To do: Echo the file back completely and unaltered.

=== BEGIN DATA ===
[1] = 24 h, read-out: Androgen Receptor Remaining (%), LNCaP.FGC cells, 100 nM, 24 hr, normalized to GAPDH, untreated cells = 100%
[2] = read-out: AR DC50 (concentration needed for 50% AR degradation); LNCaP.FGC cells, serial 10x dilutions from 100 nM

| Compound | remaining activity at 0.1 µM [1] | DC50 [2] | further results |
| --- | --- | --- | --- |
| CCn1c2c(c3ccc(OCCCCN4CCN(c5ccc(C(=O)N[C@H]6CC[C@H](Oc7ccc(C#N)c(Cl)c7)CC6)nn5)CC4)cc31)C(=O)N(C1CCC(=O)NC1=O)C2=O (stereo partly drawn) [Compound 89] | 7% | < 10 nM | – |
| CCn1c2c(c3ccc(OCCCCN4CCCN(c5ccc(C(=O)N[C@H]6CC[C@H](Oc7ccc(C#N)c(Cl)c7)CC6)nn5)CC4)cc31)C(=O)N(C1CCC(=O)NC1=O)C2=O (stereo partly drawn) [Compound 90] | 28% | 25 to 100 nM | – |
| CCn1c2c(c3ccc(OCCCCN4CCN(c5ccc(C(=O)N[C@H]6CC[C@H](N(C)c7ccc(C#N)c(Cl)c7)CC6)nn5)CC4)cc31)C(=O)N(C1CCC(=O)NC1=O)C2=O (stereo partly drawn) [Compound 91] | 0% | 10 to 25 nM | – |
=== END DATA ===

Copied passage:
[1] = 24 h, read-out: Androgen Receptor Remaining (%), LNCaP.FGC cells, 100 nM, 24 hr, normalized to GAPDH, untreated cells = 100%
[2] = read-out: AR DC50 (concentration needed for 50% AR degradation); LNCaP.FGC cells, serial 10x dilutions from 100 nM

| Compound | remaining activity at 0.1 µM [1] | DC50 [2] | further results |
| --- | --- | --- | --- |
| CCn1c2c(c3ccc(OCCCCN4CCN(c5ccc(C(=O)N[C@H]6CC[C@H](Oc7ccc(C#N)c(Cl)c7)CC6)nn5)CC4)cc31)C(=O)N(C1CCC(=O)NC1=O)C2=O (stereo partly drawn) [Compound 89] | 7% | < 10 nM | – |
| CCn1c2c(c3ccc(OCCCCN4CCCN(c5ccc(C(=O)N[C@H]6CC[C@H](Oc7ccc(C#N)c(Cl)c7)CC6)nn5)CC4)cc31)C(=O)N(C1CCC(=O)NC1=O)C2=O (stereo partly drawn) [Compound 90] | 28% | 25 to 100 nM | – |
| CCn1c2c(c3ccc(OCCCCN4CCN(c5ccc(C(=O)N[C@H]6CC[C@H](N(C)c7ccc(C#N)c(Cl)c7)CC6)nn5)CC4)cc31)C(=O)N(C1CCC(=O)NC1=O)C2=O (stereo partly drawn) [Compound 91] | 0% | 10 to 25 nM | – |